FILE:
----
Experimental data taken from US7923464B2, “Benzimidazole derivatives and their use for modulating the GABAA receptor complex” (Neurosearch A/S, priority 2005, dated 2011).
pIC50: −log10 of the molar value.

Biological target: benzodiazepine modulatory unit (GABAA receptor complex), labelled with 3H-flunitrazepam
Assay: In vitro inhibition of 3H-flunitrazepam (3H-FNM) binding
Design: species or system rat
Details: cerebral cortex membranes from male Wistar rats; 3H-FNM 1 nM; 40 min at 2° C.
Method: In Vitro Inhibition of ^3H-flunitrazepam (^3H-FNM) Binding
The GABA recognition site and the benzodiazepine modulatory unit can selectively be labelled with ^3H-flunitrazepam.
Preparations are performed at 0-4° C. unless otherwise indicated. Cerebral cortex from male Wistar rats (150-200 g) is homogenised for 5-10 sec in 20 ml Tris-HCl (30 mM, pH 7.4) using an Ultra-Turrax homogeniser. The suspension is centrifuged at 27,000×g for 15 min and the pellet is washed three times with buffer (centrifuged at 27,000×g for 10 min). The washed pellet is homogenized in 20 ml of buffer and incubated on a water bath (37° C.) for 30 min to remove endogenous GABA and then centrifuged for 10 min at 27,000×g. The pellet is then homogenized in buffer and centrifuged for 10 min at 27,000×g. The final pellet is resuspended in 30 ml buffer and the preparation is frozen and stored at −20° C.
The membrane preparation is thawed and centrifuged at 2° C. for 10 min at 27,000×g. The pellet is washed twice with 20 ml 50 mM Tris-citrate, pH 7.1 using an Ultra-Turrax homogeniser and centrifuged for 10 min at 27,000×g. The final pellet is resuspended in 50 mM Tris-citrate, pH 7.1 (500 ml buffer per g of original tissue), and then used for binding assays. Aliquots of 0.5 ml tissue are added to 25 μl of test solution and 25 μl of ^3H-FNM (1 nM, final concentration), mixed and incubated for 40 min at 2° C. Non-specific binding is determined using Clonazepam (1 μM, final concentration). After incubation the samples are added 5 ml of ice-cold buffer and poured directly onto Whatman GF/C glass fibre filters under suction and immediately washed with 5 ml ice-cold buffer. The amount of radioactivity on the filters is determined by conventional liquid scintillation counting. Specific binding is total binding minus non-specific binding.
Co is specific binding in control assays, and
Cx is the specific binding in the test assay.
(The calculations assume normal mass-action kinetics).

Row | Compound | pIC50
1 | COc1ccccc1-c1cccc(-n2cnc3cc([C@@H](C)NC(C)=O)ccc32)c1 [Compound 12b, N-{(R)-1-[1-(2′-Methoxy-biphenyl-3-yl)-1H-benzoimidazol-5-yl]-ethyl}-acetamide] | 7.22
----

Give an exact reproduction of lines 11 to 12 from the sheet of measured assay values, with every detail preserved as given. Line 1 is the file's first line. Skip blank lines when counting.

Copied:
Co is specific binding in control assays, and
Cx is the specific binding in the test assay.